Roster management is the single most crucial in-season task for fantasy football managers. Knowing which players to let go is just as important as adding the right guys. Which players find themselves on our Week 4 fantasy football cut list?
Looking to make a trade in your fantasy league? Having trouble deciding who to start and who to sit? Check out PFN’s Free Fantasy Football Trade Analyzer and Start/Sit Optimizer to help you make the right decision!
Who Should You Cut in Fantasy Football in Week 4?
We now have three weeks of data on these players. As a result, we are starting to get a much better gauge of who they are. This is when the cut list starts to feature names that you probably wouldn’t have imagined outright cutting when the season starts.
Derek Carr, QB, New Orleans Saints (34% Rostered)
It was surprising to see Derek Carr this heavily rostered. Through three weeks, Carr is averaging about 11 fantasy points per game. That’s not going to get it done.
Carr threw for just 103 yards against the Green Bay Packers before an injury forced him out of the game. Even if Carr is OK, the New Orleans Saints have some rough opponents coming up, specifically the Tampa Bay Buccaneers and New England Patriots the next two weeks. You’re never going to feel good about starting Carr.
Dalvin Cook, RB, New York Jets (86% Rostered)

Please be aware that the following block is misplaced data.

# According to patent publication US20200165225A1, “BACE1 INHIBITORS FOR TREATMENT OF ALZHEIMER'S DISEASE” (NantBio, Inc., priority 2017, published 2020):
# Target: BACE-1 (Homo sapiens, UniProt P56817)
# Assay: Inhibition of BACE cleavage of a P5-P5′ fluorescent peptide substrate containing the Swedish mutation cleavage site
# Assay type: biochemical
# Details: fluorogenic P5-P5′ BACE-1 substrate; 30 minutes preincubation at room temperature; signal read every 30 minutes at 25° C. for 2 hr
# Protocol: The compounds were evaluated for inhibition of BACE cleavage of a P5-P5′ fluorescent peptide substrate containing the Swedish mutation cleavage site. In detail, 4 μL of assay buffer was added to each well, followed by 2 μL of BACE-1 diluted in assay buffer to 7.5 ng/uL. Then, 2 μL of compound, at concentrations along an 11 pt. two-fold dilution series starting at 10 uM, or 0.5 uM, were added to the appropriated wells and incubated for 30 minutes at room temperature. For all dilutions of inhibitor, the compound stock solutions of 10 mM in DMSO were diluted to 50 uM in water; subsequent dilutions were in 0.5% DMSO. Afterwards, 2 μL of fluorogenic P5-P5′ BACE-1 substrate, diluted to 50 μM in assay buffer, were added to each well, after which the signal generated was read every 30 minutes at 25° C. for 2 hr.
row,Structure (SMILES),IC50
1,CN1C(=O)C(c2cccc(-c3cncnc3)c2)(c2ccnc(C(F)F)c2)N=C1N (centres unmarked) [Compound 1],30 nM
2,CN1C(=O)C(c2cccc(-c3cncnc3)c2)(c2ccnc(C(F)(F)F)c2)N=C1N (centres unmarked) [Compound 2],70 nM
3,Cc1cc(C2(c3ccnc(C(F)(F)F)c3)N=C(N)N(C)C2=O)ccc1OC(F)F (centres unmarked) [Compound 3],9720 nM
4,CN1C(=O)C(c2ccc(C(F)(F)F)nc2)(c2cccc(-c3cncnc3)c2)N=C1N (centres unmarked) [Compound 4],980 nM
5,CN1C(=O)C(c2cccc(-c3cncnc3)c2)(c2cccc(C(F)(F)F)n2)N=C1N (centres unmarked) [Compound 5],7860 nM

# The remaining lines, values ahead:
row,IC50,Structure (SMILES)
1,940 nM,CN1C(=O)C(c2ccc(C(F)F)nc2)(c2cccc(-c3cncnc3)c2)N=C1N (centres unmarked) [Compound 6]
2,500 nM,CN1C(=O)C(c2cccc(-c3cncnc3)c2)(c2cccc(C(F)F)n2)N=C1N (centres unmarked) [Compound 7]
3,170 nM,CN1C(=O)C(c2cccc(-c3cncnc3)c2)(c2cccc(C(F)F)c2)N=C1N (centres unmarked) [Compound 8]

It is astounding that more fantasy managers didn’t drop Dalvin Cook after his 0.2 fantasy points in Week 2. I understand it, though. It’s still very early in the season.
Nevertheless, after Week 1, it was abundantly clear to me that Cook has nothing left. He’s done. Then, he went and ran the ball four times for seven yards in Week 2, and followed that up with eight carries for 18 yards in Week 3.
To be fair, Breece Hall hasn’t been much better. But at least Hall has obvious juice when he runs. Cook can only get what is blocked. He can’t make defenders miss, and he can’t generate any explosive plays.
Part of the allure of Cook was having a 40% role in a very good offense. That went out the window with Aaron Rodgers’ Achilles tear. Fantasy managers do not need the 40% guy in a Zach Wilson offense. You can cut Cook.
Antonio Gibson, RB, Washington Commanders (59% Rostered)
Through three games, Antonio Gibson has a whopping seven carries for 35 yards. He was benched for fumbling in Week 1, and he fumbled again this week. Gibson has a fumbling problem, and coaches don’t like fumbling.
On top of that, Brian Robinson Jr. looks like a different man and is the clear lead back. He’s running hard and well.
Even in a game where the Washington Commanders faced extreme negative game script and Gibson out-snapped Robinson, he couldn’t command more than six opportunities. It’s never going to be Gibson. He can safely be cut.
AJ Dillon, RB, Green Bay Packers (84% Rostered)
The appeal of AJ Dillon over the past two years has been twofold. First, he has standalone value as the 1B and goal-line back alongside Aaron Jones. Second, he has RB1 upside if Jones gets hurt.
Well, Jones got hurt, and Dillon started each of the past two games. What did he accomplish? A whole lot of nothing.
This week, Dillon lost his stranglehold on the lead-back role sans Jones. He only played 10 more snaps than Patrick Taylor, and he ran two fewer routes.
Dillon just looks like a different player. I just talked about the difference between last year’s Robinson and this year’s. That’s Dillon … except the opposite.